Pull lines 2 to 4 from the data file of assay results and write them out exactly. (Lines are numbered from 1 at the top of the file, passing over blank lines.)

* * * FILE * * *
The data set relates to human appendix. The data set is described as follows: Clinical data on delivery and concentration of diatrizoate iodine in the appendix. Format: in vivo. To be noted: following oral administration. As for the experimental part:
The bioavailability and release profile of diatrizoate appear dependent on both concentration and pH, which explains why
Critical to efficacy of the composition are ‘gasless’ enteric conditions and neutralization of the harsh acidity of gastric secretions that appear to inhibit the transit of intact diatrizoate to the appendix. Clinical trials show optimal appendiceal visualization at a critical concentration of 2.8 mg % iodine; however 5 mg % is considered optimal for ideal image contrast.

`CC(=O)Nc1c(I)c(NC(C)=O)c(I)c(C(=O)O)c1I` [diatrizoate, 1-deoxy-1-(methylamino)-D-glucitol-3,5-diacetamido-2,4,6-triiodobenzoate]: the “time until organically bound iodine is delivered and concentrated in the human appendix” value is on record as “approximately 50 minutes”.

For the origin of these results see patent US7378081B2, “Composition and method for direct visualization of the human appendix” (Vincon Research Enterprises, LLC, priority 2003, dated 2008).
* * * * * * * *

The bioavailability and release profile of diatrizoate appear dependent on both concentration and pH, which explains why
Critical to efficacy of the composition are ‘gasless’ enteric conditions and neutralization of the harsh acidity of gastric secretions that appear to inhibit the transit of intact diatrizoate to the appendix. Clinical trials show optimal appendiceal visualization at a critical concentration of 2.8 mg % iodine; however 5 mg % is considered optimal for ideal image contrast.

`CC(=O)Nc1c(I)c(NC(C)=O)c(I)c(C(=O)O)c1I` [diatrizoate, 1-deoxy-1-(methylamino)-D-glucitol-3,5-diacetamido-2,4,6-triiodobenzoate]: the “time until organically bound iodine is delivered and concentrated in the human appendix” value is on record as “approximately 50 minutes”.